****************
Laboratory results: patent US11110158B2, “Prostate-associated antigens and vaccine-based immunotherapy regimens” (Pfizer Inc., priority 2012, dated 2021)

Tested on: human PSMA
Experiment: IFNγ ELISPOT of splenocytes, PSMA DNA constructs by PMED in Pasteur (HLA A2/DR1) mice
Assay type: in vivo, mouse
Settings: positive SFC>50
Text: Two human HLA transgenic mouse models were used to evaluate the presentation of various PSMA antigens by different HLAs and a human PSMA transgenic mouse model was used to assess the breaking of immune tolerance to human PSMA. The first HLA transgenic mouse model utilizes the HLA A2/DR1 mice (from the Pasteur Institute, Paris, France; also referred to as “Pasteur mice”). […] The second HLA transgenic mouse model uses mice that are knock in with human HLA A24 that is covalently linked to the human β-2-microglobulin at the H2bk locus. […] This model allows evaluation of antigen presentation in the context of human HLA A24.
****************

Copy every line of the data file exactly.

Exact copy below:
Laboratory results: patent US11110158B2, “Prostate-associated antigens and vaccine-based immunotherapy regimens” (Pfizer Inc., priority 2012, dated 2021)

Tested on: human PSMA
Experiment: IFNγ ELISPOT of splenocytes, PSMA DNA constructs by PMED in Pasteur (HLA A2/DR1) mice
Assay type: in vivo, mouse
Settings: positive SFC>50
Text: Two human HLA transgenic mouse models were used to evaluate the presentation of various PSMA antigens by different HLAs and a human PSMA transgenic mouse model was used to assess the breaking of immune tolerance to human PSMA. The first HLA transgenic mouse model utilizes the HLA A2/DR1 mice (from the Pasteur Institute, Paris, France; also referred to as “Pasteur mice”). […] The second HLA transgenic mouse model uses mice that are knock in with human HLA A24 that is covalently linked to the human β-2-microglobulin at the H2bk locus. […] This model allows evaluation of antigen presentation in the context of human HLA A24.